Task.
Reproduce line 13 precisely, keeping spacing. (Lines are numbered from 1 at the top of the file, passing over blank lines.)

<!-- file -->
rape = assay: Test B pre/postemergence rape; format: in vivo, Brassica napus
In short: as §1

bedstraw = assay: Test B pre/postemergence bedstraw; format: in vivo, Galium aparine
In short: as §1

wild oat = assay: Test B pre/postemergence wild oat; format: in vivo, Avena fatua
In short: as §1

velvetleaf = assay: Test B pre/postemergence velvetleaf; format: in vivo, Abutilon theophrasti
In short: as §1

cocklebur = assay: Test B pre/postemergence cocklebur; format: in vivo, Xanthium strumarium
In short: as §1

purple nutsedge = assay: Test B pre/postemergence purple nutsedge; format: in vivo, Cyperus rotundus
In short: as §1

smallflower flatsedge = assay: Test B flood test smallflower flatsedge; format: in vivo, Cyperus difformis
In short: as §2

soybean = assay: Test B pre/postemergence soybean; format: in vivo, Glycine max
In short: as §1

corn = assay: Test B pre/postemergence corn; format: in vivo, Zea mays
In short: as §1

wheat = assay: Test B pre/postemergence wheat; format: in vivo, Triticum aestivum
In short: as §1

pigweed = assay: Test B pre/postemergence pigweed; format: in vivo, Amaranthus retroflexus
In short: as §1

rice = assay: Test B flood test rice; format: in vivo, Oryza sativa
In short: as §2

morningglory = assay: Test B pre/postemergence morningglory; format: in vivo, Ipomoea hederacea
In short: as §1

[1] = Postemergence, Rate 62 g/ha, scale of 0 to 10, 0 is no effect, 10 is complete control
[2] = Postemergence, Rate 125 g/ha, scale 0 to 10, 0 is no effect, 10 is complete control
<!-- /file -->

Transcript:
smallflower flatsedge = assay: Test B flood test smallflower flatsedge; format: in vivo, Cyperus difformis